Senate leaders have begun meeting on filibuster reform and are expected to decide its fate this week. Alexander Bolton reports at The Hill,
In recent days, Reid has begun to focus on a proposal to tweak the filibuster rule by requiring the minority party to muster 41 votes to stall a bill or nominee. Under current rules, the responsibility is on the majority to round up 60 votes to end a filibuster.
Reid will insist on reducing delays to motions to begin debate on new business and motions to send legislation to conference talks with the House, according to Senate sources.
Democratic proponents of filibuster reform emphasize that Reid does not yet have a final package. They are holding out hope that Reid can be persuaded to include the talking filibuster after a caucus debate.
Reid may or may not present the “constitutional option” or “nuclear option.” he will first try to get Minority Leader McConnell to agree to a bipartisan compromise to their respective caucuses this week.
Reid will have leverage with the Democrats in opposing the ‘Talking Filibuster,” since he is supported by Sens. Dianne Feinstein, Max Baucus, Carl Levin, Joe Manchin and Mark Pryor. Now Sen. Richard Durbin, an astute vote-counter, says there are not enough votes “at this point” to secure a “Talking Filibuster” requirement.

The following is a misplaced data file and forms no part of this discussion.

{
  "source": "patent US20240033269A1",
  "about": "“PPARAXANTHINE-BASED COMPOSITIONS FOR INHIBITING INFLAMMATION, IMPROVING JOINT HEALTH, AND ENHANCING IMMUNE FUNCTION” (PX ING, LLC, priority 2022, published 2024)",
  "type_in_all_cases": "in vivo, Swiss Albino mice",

At Huffpo, however, Amanda Terkel reports that Sen. Tammy Baldwin has endorsed the ‘Talking Filibuster” advocates. Terkel adds,
There are two ways the Senate could change the rules: Reid and Minority Leader Mitch McConnell (R-Ky.) could agree to a deal, or Reid could force a vote on the floor if McConnell refuses to cooperate. Reid has already made McConnell an offer.
“The ball is in McConnell’s court — agree to Reid’s offer, or let’s get it on,” said a top Senate Democratic aide….Filibuster reform advocates need 50 votes plus that of the vice president in order to change the rules of the Senate when the chamber reconvenes on Tuesday. Udall has said he is confident they will have enough votes, and the bill has the strong support of progressive groups.
Any of the aforementioned reforms would be an improvement over the current reality, in which a super-majority is required to do anything significant. If McConnell refuses the compromise, my hope is that Reid will use the ‘constitutional option’ to enact even stronger restrictions on the filibuster. The Republicans need to know that refusing to compromise always has a penalty.